of Sibelius, and not his frequent use of folk-tunes, that makes for his
international reputation as the first great, racially distinct, Finnish
composer” (Lyle, 620). However, we can certainly attribute “part of the
originality, depth and immense vitality of Sibelius’s music…and the Kalevala
legends, to the Finnish environment of which he is so fond” (Cherniavsky, 16). Above
all, it is highly apparent that Jean Sibelius and his internationally
appreciated music came to forever represent the country of Finland through a
combination and vast array of influences, including not only the Kalevala and
the folk music that it inspired, but his true love for the country of Finland.

Furthermore, the combination of the significant
influence of the Kalevala and greater nationalistic compositions by composers
like Jean Sibelius have created a strong folk music tradition tied to a national
identity, respected and cherished by all and that is ubiquitous because it is found
and seen within Finnish public schools today and a part of every child’s
education. First, all children in Finland currently study the Kalevala as part
of their school curriculum. Though the emphasis had long been on the text, this
changed in the 1960s when folklorists from the Folklore Archive of the Finnish
Literature Society recorded a set of Kalevalaic songs for schools, drawing attention
to the epic poem as a work which had emerged from a song tradition that marked
a critical change in emphasis from text to song. This change, in turn, prompted
the inclusion of folk music and folk instrumental studies beginning in the
general music classroom, with one major example being the “Kantele project”. The
kantele is a zither-like instrument, mentioned in the Kalevala, that has been
regarded as the national instrument of Finland for the past one hundred and
fifty years. The five-string kantele is currently included within the music
syllabus of all comprehensive schools and the project is aimed at introducing
national music tradition to children at a young age. Additionally, music
teachers have found the instrument to be particularly appropriate for young
children in terms of its small melodic range and practical use for teaching
improvisation.

For students who wish to further pursue an
interest in folk music, courses are offered by many higher education institutions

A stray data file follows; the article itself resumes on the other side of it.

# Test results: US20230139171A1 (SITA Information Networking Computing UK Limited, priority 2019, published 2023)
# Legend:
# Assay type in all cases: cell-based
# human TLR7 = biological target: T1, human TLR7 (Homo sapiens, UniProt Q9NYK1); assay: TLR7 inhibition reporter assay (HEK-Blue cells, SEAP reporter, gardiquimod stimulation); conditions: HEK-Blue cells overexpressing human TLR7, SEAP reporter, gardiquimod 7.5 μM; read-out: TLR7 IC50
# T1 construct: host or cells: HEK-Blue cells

and universities across Finland, including those in Helsinki, Turku, Tampere,
Jyvaskyla, Joensuu, and Kokkola. In the case of the Sibelius Academy in
Helsinki, members of the Central Music Association first suggested that some
provision for folk music education be made at Finland’s top music academy. The
initial reason as to why the committee members felt there was an urgency in establishing
a department of folk music in an urban center is accurately summed up by Anneli
Asplund, a folklorist professor within the Department, who once stated that “we
are living now in a modern culture, not any more in a peasant culture, and so
it is necessary to teach the folk culture” (Ramnarine, 128). This view is agreed
upon by Hannu Saha, the director of the Folk Music Institute, who is also a
professor in the department and has said that folk music “no longer leads a very
authentic life in the small country community – instead, it is an organic, cultivated
form of music, influencing general musical culture on one hand and absorbing influences
from all the music surrounding it on the other” (Ramnarine, 129). Undoubtedly, the
inclusion of folk music within the schools depicts how important and highly
relevant it is to contemporary Finnish culture. “It is unlikely that a law
would have been passed for the state-funded training of folk musicians if the
Romantic Nationalist and public Enlightenment movements of the nineteenth and
early twentieth centuries had not increased the cultural valuation of folk music
as the heritage of the Finish people” (Hill, 209). Further, some believe that a
strong democratic philosophy along with the Finnish communist movement of the
1960s and 1970s might have led to a need to incorporate less ‘bourgeois elitist’
music such as folk, jazz, and pop into formal education programs.  While all of these musical styles are
incorporated, to some degree, within each program at different levels, the
specific curriculum varies from one school to the next. However, the
overarching goal remains the same. For example, the curriculum of the program
at the Sibelius Academy was left entirely to Heikki Laitinen, the Folk Music
Department’s first head and professor. Together with students and colleagues he
aimed to “create a folk music avant-garde, raising the status of folk music and
carving out an institutionally sanctioned space for the artistic freedom of
folk musicians to develop their art” (Ramnarine, 132). Subsequently, this
artistic freedom has lent itself to an ever-changing field that is constantly